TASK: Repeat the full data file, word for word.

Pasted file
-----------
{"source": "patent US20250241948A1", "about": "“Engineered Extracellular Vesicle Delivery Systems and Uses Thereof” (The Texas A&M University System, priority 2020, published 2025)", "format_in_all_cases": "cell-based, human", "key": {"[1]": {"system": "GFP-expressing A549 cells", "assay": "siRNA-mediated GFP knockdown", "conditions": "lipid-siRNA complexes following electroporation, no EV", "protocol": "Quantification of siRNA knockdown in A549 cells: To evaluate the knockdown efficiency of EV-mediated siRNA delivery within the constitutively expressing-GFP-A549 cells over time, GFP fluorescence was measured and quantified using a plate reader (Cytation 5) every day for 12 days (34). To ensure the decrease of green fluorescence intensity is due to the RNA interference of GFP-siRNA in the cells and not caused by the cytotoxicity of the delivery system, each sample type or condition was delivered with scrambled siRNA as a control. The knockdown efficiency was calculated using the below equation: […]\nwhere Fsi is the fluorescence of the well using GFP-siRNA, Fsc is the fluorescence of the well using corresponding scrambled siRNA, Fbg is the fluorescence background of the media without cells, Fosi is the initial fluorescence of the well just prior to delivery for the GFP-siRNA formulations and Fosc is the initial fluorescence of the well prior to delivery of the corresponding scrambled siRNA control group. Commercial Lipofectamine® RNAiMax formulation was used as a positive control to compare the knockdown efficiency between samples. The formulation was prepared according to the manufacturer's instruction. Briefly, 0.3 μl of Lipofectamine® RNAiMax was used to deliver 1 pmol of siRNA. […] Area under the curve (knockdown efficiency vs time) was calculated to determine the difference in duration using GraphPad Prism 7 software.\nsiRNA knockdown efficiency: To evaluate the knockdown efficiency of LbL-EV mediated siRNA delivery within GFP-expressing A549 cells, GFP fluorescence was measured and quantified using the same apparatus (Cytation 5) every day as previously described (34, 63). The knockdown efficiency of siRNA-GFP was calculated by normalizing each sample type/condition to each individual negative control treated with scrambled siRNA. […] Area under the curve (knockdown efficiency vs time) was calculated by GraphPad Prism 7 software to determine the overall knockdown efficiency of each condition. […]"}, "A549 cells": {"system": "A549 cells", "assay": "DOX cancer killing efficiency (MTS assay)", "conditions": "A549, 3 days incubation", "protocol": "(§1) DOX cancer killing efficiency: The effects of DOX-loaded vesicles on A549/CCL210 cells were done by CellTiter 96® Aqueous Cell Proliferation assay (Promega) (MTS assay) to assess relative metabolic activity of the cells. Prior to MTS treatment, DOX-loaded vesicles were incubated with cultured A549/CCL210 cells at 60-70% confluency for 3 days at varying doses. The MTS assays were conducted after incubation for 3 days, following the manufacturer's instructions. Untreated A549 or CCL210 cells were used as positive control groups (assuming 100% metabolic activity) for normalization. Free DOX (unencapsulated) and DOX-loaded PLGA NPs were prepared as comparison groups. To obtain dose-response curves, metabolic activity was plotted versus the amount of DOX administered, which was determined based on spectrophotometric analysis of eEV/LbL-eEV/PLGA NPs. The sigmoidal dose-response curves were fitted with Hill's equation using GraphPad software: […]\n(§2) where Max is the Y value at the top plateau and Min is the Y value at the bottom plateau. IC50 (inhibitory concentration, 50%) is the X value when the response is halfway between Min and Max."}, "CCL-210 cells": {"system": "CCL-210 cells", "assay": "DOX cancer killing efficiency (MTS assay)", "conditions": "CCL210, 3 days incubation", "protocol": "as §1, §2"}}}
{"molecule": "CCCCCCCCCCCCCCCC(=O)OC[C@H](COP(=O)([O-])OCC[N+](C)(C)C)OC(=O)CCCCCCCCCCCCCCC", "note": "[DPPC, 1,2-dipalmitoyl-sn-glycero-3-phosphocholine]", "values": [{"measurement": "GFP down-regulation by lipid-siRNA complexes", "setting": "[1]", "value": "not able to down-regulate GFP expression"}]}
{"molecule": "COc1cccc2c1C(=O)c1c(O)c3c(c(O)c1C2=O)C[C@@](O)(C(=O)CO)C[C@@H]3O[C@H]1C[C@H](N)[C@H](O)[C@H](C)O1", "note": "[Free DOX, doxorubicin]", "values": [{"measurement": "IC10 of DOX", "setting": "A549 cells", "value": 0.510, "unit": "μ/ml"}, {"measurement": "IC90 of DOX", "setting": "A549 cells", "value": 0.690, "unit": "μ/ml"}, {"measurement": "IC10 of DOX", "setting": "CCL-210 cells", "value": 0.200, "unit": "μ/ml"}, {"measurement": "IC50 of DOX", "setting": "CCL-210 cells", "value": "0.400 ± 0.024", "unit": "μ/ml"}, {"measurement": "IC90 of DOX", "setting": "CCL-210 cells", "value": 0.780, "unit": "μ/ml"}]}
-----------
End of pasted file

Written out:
{"source": "patent US20250241948A1", "about": "“Engineered Extracellular Vesicle Delivery Systems and Uses Thereof” (The Texas A&M University System, priority 2020, published 2025)", "format_in_all_cases": "cell-based, human", "key": {"[1]": {"system": "GFP-expressing A549 cells", "assay": "siRNA-mediated GFP knockdown", "conditions": "lipid-siRNA complexes following electroporation, no EV", "protocol": "Quantification of siRNA knockdown in A549 cells: To evaluate the knockdown efficiency of EV-mediated siRNA delivery within the constitutively expressing-GFP-A549 cells over time, GFP fluorescence was measured and quantified using a plate reader (Cytation 5) every day for 12 days (34). To ensure the decrease of green fluorescence intensity is due to the RNA interference of GFP-siRNA in the cells and not caused by the cytotoxicity of the delivery system, each sample type or condition was delivered with scrambled siRNA as a control. The knockdown efficiency was calculated using the below equation: […]\nwhere Fsi is the fluorescence of the well using GFP-siRNA, Fsc is the fluorescence of the well using corresponding scrambled siRNA, Fbg is the fluorescence background of the media without cells, Fosi is the initial fluorescence of the well just prior to delivery for the GFP-siRNA formulations and Fosc is the initial fluorescence of the well prior to delivery of the corresponding scrambled siRNA control group. Commercial Lipofectamine® RNAiMax formulation was used as a positive control to compare the knockdown efficiency between samples. The formulation was prepared according to the manufacturer's instruction. Briefly, 0.3 μl of Lipofectamine® RNAiMax was used to deliver 1 pmol of siRNA. […] Area under the curve (knockdown efficiency vs time) was calculated to determine the difference in duration using GraphPad Prism 7 software.\nsiRNA knockdown efficiency: To evaluate the knockdown efficiency of LbL-EV mediated siRNA delivery within GFP-expressing A549 cells, GFP fluorescence was measured and quantified using the same apparatus (Cytation 5) every day as previously described (34, 63). The knockdown efficiency of siRNA-GFP was calculated by normalizing each sample type/condition to each individual negative control treated with scrambled siRNA. […] Area under the curve (knockdown efficiency vs time) was calculated by GraphPad Prism 7 software to determine the overall knockdown efficiency of each condition. […]"}, "A549 cells": {"system": "A549 cells", "assay": "DOX cancer killing efficiency (MTS assay)", "conditions": "A549, 3 days incubation", "protocol": "(§1) DOX cancer killing efficiency: The effects of DOX-loaded vesicles on A549/CCL210 cells were done by CellTiter 96® Aqueous Cell Proliferation assay (Promega) (MTS assay) to assess relative metabolic activity of the cells. Prior to MTS treatment, DOX-loaded vesicles were incubated with cultured A549/CCL210 cells at 60-70% confluency for 3 days at varying doses. The MTS assays were conducted after incubation for 3 days, following the manufacturer's instructions. Untreated A549 or CCL210 cells were used as positive control groups (assuming 100% metabolic activity) for normalization. Free DOX (unencapsulated) and DOX-loaded PLGA NPs were prepared as comparison groups. To obtain dose-response curves, metabolic activity was plotted versus the amount of DOX administered, which was determined based on spectrophotometric analysis of eEV/LbL-eEV/PLGA NPs. The sigmoidal dose-response curves were fitted with Hill's equation using GraphPad software: […]\n(§2) where Max is the Y value at the top plateau and Min is the Y value at the bottom plateau. IC50 (inhibitory concentration, 50%) is the X value when the response is halfway between Min and Max."}, "CCL-210 cells": {"system": "CCL-210 cells", "assay": "DOX cancer killing efficiency (MTS assay)", "conditions": "CCL210, 3 days incubation", "protocol": "as §1, §2"}}}
{"molecule": "CCCCCCCCCCCCCCCC(=O)OC[C@H](COP(=O)([O-])OCC[N+](C)(C)C)OC(=O)CCCCCCCCCCCCCCC", "note": "[DPPC, 1,2-dipalmitoyl-sn-glycero-3-phosphocholine]", "values": [{"measurement": "GFP down-regulation by lipid-siRNA complexes", "setting": "[1]", "value": "not able to down-regulate GFP expression"}]}
{"molecule": "COc1cccc2c1C(=O)c1c(O)c3c(c(O)c1C2=O)C[C@@](O)(C(=O)CO)C[C@@H]3O[C@H]1C[C@H](N)[C@H](O)[C@H](C)O1", "note": "[Free DOX, doxorubicin]", "values": [{"measurement": "IC10 of DOX", "setting": "A549 cells", "value": 0.510, "unit": "μ/ml"}, {"measurement": "IC90 of DOX", "setting": "A549 cells", "value": 0.690, "unit": "μ/ml"}, {"measurement": "IC10 of DOX", "setting": "CCL-210 cells", "value": 0.200, "unit": "μ/ml"}, {"measurement": "IC50 of DOX", "setting": "CCL-210 cells", "value": "0.400 ± 0.024", "unit": "μ/ml"}, {"measurement": "IC90 of DOX", "setting": "CCL-210 cells", "value": 0.780, "unit": "μ/ml"}]}